• Are individual line-level technical leads able to chose the major technologies that go into their software, or is there a central group that specifies the technologies that must be used?
  • Are individual line-level managers free to determine the set of methodologies that work best for the team, or is there one over-arching set of methodologies that must be followed?
  • Are individual teams able to determine their own deployment strategies based on their technology and the needs of the business, or is there a single policy that determines how software is going to be deployed?
  • Do individuals have control over their programming environment (including hardware and software choices, and customization of everything they need), or is there a single image and single standard set of hardware that all developers get?
  • Can people choose their attire, when there isn't a valid business reason to dress beyond the comfort level, or is there a dress code that must be adhered to?

My Advice To You

If you ever interview with a firm that has a dress code for techies, don't take the job. And more importantly, tell HR that this is part of the reason you're turning down the job. Because if you are able to find a firm that has reasonable pay, and doesn't have a dress code, that tells you a lot about its relationship with its technical staff. The dress code, on the other hand, is a very clear bright-line test to see an organization that undervalues the individualism that makes strong technologists as valuable as they are.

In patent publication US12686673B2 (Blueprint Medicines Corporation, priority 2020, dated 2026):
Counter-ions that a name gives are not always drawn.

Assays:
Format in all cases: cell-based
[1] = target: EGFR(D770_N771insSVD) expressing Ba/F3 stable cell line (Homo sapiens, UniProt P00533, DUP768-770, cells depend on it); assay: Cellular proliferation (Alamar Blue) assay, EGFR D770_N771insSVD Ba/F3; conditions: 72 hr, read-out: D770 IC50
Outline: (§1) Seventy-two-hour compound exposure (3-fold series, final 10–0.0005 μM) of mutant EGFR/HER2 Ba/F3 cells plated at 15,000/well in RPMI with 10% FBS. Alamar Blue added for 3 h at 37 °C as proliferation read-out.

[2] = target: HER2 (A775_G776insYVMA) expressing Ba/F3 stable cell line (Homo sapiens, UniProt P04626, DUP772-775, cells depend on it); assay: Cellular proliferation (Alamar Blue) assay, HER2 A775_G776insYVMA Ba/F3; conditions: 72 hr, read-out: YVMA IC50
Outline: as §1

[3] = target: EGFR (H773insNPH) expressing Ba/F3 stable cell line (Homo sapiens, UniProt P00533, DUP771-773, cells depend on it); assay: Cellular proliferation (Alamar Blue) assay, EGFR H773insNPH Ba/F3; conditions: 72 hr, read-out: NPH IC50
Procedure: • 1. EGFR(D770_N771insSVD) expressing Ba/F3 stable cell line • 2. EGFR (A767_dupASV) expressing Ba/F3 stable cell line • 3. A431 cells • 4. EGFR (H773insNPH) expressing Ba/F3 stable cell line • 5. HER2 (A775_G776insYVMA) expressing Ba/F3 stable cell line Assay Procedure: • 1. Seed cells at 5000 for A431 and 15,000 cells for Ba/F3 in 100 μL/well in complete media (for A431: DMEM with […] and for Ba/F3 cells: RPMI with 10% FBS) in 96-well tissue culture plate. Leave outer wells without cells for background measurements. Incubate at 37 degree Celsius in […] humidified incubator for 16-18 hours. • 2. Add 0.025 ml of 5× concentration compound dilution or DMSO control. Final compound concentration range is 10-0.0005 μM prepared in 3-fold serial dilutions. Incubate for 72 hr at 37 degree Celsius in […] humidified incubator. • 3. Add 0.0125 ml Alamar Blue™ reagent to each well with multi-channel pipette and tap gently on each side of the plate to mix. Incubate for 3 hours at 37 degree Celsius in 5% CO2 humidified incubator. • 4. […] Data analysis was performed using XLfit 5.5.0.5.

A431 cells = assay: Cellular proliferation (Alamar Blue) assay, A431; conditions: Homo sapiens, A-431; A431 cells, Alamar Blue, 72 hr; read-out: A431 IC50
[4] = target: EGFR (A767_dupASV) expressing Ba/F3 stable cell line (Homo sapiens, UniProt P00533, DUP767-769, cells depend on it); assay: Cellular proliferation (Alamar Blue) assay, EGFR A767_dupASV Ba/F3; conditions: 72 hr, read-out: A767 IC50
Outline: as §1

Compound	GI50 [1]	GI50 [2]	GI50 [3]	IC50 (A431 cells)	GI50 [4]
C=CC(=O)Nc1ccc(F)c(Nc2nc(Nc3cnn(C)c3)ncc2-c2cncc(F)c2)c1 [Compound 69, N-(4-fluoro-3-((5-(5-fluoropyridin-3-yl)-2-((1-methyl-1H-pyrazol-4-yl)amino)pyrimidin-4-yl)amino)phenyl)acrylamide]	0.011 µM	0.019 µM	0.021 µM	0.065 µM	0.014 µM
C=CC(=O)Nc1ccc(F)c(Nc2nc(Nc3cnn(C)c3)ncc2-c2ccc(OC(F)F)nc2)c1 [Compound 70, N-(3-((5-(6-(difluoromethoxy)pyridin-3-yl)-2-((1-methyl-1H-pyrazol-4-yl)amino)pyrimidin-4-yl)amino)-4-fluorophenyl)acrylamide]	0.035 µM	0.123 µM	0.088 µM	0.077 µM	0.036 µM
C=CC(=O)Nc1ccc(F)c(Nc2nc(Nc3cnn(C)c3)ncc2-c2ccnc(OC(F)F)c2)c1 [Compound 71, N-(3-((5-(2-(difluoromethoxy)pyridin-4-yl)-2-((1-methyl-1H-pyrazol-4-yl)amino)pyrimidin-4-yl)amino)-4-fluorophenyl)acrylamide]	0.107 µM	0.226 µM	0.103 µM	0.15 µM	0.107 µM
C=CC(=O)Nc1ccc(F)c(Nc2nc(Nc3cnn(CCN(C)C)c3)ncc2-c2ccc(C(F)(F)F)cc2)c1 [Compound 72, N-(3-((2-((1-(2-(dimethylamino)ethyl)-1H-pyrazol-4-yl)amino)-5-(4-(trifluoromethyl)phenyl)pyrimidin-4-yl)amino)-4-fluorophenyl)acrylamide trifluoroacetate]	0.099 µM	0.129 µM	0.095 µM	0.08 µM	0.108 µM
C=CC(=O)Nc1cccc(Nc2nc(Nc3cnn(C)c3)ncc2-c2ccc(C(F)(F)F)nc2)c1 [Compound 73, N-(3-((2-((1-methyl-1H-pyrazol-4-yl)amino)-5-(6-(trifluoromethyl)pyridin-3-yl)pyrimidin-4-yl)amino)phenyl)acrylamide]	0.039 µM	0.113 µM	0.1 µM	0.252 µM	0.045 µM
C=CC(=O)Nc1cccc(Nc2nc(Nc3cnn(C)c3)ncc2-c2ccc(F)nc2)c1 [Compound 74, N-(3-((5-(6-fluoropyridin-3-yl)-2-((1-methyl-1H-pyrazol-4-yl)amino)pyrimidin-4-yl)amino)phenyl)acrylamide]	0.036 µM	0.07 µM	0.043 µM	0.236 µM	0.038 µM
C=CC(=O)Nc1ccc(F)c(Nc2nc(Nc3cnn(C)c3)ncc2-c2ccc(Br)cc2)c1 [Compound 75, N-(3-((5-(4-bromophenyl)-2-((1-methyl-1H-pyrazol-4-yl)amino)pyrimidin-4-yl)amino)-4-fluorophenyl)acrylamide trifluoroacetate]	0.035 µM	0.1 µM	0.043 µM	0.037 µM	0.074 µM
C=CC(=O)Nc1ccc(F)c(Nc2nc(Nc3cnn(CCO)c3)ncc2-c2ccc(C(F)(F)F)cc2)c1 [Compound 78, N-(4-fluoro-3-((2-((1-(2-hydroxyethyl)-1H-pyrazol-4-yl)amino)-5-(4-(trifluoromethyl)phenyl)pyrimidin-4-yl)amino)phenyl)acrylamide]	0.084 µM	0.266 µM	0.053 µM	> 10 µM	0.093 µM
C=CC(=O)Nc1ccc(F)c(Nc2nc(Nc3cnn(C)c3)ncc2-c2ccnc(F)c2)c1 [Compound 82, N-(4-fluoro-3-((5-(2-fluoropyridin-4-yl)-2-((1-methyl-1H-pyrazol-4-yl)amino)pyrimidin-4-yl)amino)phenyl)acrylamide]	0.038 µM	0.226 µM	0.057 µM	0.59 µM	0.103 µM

Plus, working in shorts and a T-shirt is pretty darn cool. Particularly when you get off at Bank or Canary Wharf station and everybody else is dressed up and already sweating at 8:30am.

Footnotes:

[1]: Not the best choice around actually. They're good, but Go Gay just a couple blocks up has a better reputation. However, as I don't drive, the extra couple of blocks I'd have to walk loaded down with lots of dry cleaning trumps an arguably better quality of service.
[2]: I can't/don't iron. When I was growing up, having shirts professionally cleaned and pressed cost so little that there wasn't a point in my parents doing it, and thus they never taught me to. And professionals do a much better job than your house cleaner does (if you're one of the people who has your cleaner do your ironing for you), so the cost really isn't much of an issue.
[3]: Seriously, whoever came up with that whole "dress your best for an interview" advice never had to nip out "for a Doctor's appointment" to interview. I mean, if you're actually gainfully employed, and you don't dress up in your current gig, dressing up is a dead giveaway you're interviewing. So if you do show up extremely well dressed for something that isn't a whole-day interview, it basically says "I'm unemployed."
[4]: I mean, while we're at it, you know who else wears uniforms? Ninjas. And while it's completely Awesome to imagine that we're all ninjas, we're not. If we were, we'd be too busy fighting pirates to get any software written.
[5]: Yep, that means that if you wanted to talk to the people using the software you built, you actually had to go to a whole different building a 5-10 minute walk away. Not that I ever did, mind you.